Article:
Parental background and lifestyle differentiation in eastern Europe: Social, political, and cultural intergenerational transmission in five former socialist societies
SourceSocial Science Research, 29, 1, (2000), pp. 92-122
Article / Letter to editor
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SW OZ RSCR SOC
Social Science Research
SubjectInequality, cohesion and modernization; Ongelijkheid, cohesie en modernisering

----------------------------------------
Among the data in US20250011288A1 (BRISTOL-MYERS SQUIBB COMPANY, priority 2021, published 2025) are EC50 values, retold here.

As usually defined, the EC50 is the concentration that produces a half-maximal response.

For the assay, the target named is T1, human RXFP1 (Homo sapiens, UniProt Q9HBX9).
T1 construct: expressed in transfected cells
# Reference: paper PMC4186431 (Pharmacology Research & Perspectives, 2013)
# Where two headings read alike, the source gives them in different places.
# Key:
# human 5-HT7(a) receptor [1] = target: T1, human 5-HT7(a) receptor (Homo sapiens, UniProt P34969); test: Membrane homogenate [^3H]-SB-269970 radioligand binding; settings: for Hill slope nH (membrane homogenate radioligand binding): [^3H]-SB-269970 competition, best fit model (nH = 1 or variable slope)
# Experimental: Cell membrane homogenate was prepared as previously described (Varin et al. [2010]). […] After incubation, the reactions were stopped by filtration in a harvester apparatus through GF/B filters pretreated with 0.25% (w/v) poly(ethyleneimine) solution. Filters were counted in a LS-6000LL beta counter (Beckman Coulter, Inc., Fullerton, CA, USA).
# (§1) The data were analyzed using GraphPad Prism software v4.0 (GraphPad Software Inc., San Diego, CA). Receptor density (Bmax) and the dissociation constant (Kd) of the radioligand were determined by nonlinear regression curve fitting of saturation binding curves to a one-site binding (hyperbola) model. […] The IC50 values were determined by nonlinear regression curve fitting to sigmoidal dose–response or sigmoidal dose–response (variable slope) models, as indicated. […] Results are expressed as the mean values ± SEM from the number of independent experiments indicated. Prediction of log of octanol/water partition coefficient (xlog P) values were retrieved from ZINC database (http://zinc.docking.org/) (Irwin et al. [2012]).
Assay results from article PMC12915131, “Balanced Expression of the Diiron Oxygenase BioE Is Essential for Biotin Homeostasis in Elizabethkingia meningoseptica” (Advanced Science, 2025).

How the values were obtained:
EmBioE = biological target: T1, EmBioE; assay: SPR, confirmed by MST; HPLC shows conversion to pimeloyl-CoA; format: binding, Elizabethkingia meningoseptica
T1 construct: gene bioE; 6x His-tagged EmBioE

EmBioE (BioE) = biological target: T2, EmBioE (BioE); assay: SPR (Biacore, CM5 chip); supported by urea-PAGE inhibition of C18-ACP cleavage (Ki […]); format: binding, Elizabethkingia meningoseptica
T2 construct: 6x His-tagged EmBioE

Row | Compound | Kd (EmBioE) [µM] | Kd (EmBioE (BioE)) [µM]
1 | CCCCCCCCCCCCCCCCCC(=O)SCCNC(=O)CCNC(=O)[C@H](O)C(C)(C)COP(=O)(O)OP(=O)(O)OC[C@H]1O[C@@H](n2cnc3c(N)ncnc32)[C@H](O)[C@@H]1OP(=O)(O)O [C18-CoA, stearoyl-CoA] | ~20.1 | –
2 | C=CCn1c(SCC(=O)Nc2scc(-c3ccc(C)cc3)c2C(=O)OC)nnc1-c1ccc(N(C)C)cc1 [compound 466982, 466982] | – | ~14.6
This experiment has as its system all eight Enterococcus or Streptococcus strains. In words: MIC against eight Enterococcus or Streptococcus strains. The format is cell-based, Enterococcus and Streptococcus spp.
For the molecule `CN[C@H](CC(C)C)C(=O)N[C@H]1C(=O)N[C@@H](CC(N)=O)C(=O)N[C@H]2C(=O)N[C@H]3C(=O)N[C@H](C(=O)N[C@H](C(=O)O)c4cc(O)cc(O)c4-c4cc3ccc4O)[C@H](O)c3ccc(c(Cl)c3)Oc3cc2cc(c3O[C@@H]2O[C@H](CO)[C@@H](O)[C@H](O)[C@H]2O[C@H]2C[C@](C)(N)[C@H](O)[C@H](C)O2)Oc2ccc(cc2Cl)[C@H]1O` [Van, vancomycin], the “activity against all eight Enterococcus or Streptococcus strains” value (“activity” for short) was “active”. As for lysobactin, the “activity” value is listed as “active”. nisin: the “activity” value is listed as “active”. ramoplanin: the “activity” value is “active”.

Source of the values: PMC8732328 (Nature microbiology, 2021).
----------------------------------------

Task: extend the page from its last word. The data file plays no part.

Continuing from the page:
Destratification processes in the former socialist countries of Eastern Europe reduced the opportunities parents had to provide their children with favorable conditions for success in life. As a consequence, the relevance of parental social background in explaining high-culture participation and material wealth was believed to be limited. Several scholars, however, argued that intergenerational social inequalities persisted and that new forms of political and cultural transmission developed. In this article, we studied these claims and examined the effects of parental social, political, and cultural resources on their children's cultural and material lifestyle. The data we used stem from five national representative and fully comparable surveys conducted in 1993 in Bulgaria (N=3515), the Czech Republic (N=4596), Hungary (N=3395), Poland (N=2747), and Slovakia (N=3771). Our analyses show that for high culture participation, parental cultural resources are highly relevant. Particularly in Bulgaria, the Czech Republic, and Slovakia these parental resources of cultural access are even more important factors than an individual's own attributes. Furthermore, indirect effects of parental political and socioeconomic resources could be established. Regarding material wealth, continuing inequality is revealed as well. Parental socioeconomic resources predominantly affect material consumption indirectly through an enhancement of individual resources. Political parental resources are of value, especially in Slovakia and Bulgaria. In general, we conclude that in spite of the far-reaching destratification policies in these five former socialist countries, lifestyle differentiation shortly after the breakdown of socialism is still largely determined by the transmission of inequalities over generations.
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